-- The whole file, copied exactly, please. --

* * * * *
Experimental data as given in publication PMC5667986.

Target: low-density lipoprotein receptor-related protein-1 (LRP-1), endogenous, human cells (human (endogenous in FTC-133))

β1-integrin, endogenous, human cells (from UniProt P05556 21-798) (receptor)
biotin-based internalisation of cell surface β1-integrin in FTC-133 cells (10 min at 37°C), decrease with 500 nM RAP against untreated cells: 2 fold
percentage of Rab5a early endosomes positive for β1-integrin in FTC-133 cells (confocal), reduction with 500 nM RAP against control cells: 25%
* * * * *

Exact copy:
Experimental data as given in publication PMC5667986.

Target: low-density lipoprotein receptor-related protein-1 (LRP-1), endogenous, human cells (human (endogenous in FTC-133))

β1-integrin, endogenous, human cells (from UniProt P05556 21-798) (receptor)
biotin-based internalisation of cell surface β1-integrin in FTC-133 cells (10 min at 37°C), decrease with 500 nM RAP against untreated cells: 2 fold
percentage of Rab5a early endosomes positive for β1-integrin in FTC-133 cells (confocal), reduction with 500 nM RAP against control cells: 25%